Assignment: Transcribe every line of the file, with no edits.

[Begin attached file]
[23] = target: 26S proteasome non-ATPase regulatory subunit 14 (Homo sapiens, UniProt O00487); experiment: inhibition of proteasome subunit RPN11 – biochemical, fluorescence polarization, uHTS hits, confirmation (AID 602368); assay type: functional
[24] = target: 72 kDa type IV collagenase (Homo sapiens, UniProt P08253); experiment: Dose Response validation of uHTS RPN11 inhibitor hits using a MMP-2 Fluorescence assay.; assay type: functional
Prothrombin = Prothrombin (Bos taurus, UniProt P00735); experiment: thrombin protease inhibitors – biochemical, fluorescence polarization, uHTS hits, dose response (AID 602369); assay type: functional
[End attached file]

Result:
[23] = target: 26S proteasome non-ATPase regulatory subunit 14 (Homo sapiens, UniProt O00487); experiment: inhibition of proteasome subunit RPN11 – biochemical, fluorescence polarization, uHTS hits, confirmation (AID 602368); assay type: functional
[24] = target: 72 kDa type IV collagenase (Homo sapiens, UniProt P08253); experiment: Dose Response validation of uHTS RPN11 inhibitor hits using a MMP-2 Fluorescence assay.; assay type: functional
Prothrombin = Prothrombin (Bos taurus, UniProt P00735); experiment: thrombin protease inhibitors – biochemical, fluorescence polarization, uHTS hits, dose response (AID 602369); assay type: functional